Well not just that, though it was the focus of the weekend. I’m getting ahead of myself. Let me begin just before the weekend…
diddley-doo diddley-doo diddley-doo
So on Friday, one of my new workmates made the wondefully sweet offer of inviting myself and Mrs Dominic to brunch on Sunday with his family at Samovar. It was sweet as he has known me all of a week, and all I’ve done is pester him with inane questions with blindingly obvious answers which has stopped him from getting on with his own work. I also noted that he was playing the aforementioned game at lunchtime, which started us talking.
I thought I’d mentioned this in a previous post, but I can’t find it. Warhammer Online arrived and was played for a couple of weeks, and then just slipped away from me. Part of this was the move, and part of it was that I could, for some reason, only play it on the wife’s laptop, and not on the uber-machine of doom that I traditionally play PC games on. Even the might of EA’s technical support team couldn’t help me! I did want to play it more, and I genuinely like some of the decisions they’ve made in terms of opening up co-operative gaming to a level that WoW just hasn’t, but then I saw WoW being played. And the new expansion came out. Poot.
I didn’t get the new expansion as I don’t have a character that is at a level to enjoy the new content, however I did agree to buy a copy from the chap at work when it arrives, so that he could dash out and get one on launch day. See, I’m nice like that. Completely selfless motivations.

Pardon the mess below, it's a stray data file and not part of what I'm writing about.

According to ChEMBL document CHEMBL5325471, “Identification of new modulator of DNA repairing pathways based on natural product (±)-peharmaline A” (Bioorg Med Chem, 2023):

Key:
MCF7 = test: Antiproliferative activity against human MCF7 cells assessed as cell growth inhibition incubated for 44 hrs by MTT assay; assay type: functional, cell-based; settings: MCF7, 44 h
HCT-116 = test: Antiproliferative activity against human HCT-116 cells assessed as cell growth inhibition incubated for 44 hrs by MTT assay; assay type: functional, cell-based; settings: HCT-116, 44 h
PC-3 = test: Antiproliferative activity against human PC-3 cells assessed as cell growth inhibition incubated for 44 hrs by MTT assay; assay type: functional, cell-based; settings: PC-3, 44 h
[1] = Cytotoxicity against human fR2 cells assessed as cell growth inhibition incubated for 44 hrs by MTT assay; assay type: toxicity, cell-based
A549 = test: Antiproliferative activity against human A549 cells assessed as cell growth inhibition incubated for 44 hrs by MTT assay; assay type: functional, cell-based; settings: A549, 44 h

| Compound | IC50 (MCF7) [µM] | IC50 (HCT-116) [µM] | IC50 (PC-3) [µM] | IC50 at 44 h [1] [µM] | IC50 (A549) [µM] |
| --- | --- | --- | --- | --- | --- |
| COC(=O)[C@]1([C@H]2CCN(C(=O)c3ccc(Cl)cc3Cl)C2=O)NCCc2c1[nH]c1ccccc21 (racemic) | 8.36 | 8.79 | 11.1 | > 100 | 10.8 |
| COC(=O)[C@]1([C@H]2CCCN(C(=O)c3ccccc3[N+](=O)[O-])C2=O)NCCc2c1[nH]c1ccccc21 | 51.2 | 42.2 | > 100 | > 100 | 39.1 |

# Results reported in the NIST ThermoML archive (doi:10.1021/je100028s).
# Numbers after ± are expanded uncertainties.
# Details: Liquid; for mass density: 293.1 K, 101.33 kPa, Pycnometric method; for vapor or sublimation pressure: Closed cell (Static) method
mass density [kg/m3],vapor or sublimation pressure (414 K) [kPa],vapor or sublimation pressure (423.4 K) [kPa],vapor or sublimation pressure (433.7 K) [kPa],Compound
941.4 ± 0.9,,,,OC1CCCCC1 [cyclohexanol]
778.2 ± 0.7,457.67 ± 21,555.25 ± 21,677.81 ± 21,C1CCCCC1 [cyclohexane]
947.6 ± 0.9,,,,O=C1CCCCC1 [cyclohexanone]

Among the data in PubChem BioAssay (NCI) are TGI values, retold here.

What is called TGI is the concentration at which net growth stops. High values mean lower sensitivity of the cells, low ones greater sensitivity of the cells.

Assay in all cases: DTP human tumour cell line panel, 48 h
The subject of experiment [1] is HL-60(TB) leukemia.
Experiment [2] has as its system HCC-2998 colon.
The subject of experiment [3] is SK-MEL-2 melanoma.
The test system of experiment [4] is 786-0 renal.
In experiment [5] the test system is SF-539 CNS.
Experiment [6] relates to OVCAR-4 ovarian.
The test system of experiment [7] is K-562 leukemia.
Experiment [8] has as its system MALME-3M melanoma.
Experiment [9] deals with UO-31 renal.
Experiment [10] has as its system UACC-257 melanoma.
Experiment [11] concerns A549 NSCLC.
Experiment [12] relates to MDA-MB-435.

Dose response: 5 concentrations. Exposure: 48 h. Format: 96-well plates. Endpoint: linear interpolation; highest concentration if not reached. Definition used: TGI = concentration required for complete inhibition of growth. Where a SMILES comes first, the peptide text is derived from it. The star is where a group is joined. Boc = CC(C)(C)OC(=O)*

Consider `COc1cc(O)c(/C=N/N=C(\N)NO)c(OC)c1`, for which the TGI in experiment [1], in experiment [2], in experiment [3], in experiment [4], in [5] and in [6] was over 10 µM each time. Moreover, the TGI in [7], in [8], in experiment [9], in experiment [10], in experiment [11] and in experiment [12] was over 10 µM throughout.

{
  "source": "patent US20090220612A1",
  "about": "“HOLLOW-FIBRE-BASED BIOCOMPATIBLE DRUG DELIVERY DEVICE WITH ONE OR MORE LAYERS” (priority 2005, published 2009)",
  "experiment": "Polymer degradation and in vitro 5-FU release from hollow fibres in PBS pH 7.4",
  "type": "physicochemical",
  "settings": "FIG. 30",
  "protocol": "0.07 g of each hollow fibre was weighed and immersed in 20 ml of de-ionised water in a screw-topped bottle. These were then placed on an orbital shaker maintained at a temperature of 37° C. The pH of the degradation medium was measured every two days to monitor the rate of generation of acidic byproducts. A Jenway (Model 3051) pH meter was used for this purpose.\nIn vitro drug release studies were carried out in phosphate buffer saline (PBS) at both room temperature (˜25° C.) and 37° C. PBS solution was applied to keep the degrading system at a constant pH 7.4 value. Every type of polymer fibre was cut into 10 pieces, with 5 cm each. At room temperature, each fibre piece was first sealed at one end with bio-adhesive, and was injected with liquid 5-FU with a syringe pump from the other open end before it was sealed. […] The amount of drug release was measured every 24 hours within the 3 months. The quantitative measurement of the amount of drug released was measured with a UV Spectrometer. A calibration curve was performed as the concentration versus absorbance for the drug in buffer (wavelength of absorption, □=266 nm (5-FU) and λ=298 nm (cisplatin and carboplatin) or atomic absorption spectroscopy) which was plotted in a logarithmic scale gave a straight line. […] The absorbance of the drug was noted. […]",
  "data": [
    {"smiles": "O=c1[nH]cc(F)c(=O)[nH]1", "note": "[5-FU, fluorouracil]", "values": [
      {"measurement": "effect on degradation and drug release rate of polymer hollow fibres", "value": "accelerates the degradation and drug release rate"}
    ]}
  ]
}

Anyway, Saturday came, and I thought “buggrit”, and reopened my account. I played all day with a new character and had a great time. During this time, the missus was getting gradually sicker and sicker, but thought she’d bounce back. She didn’t.
Sunday morning came, and it was clear we had to cancel brunch. I felt really bad as it was such a great opportunity to connect with someone here in the city, and it was a generous offer to make, but it was a day of nursing. Nursing that involved making sure the wife was well fed with soup, had plenty of aspirin, nasal sprays, vapour rubs and any other remedies I could find, before getting to level 14 before the end of the day.
This does not mean, however, that I will now be spending every waking hour playing. Oh no. I still have those 42000 words to write for my novel in the next 13 days, and I’m living in a brand new city that is clamouring for my attention. In fact, I didn’t play at all today. I spent this morning signing a lease for an awesome apartment — the first one we saw, which doesn’t happen often — before finally applying for my Social Security Number.